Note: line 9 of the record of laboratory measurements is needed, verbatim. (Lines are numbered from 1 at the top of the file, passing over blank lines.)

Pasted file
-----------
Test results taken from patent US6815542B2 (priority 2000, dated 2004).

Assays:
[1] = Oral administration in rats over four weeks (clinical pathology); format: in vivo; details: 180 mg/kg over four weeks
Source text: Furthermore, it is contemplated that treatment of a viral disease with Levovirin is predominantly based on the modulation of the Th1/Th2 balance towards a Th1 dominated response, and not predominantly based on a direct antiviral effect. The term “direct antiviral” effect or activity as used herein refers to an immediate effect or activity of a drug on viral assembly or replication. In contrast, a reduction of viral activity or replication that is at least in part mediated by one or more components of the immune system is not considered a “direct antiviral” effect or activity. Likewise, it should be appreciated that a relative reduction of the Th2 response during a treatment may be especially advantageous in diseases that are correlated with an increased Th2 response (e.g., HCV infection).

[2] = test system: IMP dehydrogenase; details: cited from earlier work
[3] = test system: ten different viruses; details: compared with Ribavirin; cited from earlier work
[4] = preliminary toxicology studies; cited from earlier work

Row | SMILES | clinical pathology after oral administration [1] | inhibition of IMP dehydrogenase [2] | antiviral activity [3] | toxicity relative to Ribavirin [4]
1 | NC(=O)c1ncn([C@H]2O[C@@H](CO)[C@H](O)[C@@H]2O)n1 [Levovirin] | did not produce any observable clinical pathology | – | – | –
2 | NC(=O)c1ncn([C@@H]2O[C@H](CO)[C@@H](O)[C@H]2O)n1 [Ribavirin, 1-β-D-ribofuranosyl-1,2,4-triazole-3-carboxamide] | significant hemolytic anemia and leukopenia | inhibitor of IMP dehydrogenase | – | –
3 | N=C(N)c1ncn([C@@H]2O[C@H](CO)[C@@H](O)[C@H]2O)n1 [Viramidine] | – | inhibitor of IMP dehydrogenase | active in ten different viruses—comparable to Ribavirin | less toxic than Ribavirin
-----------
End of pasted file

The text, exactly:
1 | NC(=O)c1ncn([C@H]2O[C@@H](CO)[C@H](O)[C@@H]2O)n1 [Levovirin] | did not produce any observable clinical pathology | – | – | –